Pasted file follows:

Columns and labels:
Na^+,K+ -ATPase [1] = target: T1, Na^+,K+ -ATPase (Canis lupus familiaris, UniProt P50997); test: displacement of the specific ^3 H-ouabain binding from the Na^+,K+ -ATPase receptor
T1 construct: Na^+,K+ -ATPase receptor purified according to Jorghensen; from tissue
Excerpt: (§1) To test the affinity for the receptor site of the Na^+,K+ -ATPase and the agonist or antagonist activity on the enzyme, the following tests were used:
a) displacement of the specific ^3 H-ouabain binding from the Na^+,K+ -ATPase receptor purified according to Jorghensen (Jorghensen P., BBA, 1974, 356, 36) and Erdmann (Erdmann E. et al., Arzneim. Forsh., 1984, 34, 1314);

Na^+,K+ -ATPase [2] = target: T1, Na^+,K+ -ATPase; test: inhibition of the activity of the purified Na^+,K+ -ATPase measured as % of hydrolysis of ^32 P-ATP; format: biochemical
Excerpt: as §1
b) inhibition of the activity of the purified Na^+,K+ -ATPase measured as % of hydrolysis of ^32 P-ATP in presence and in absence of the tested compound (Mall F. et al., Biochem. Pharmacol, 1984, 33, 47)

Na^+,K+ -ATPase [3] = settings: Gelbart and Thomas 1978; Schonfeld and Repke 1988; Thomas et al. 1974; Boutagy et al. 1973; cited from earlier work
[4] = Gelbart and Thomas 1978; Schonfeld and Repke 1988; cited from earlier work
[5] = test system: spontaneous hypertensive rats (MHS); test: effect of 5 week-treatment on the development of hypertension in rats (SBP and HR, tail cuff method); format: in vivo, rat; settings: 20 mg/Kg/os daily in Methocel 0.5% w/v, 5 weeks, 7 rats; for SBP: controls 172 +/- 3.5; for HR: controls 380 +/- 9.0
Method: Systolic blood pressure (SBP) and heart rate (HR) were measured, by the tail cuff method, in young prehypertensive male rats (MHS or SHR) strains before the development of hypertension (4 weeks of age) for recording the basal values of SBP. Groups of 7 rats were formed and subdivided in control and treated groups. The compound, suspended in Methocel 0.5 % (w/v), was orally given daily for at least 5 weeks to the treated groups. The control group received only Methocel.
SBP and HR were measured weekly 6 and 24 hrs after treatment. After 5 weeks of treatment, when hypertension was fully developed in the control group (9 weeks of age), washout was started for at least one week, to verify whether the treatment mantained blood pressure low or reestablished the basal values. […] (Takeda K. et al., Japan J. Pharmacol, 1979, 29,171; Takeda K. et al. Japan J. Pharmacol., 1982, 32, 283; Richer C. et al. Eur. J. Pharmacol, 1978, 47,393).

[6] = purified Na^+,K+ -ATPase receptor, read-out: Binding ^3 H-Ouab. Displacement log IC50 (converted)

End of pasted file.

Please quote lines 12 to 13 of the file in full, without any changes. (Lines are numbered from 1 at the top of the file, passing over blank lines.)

Method: Systolic blood pressure (SBP) and heart rate (HR) were measured, by the tail cuff method, in young prehypertensive male rats (MHS or SHR) strains before the development of hypertension (4 weeks of age) for recording the basal values of SBP. Groups of 7 rats were formed and subdivided in control and treated groups. The compound, suspended in Methocel 0.5 % (w/v), was orally given daily for at least 5 weeks to the treated groups. The control group received only Methocel.
SBP and HR were measured weekly 6 and 24 hrs after treatment. After 5 weeks of treatment, when hypertension was fully developed in the control group (9 weeks of age), washout was started for at least one week, to verify whether the treatment mantained blood pressure low or reestablished the basal values. […] (Takeda K. et al., Japan J. Pharmacol, 1979, 29,171; Takeda K. et al. Japan J. Pharmacol., 1982, 32, 283; Richer C. et al. Eur. J. Pharmacol, 1978, 47,393).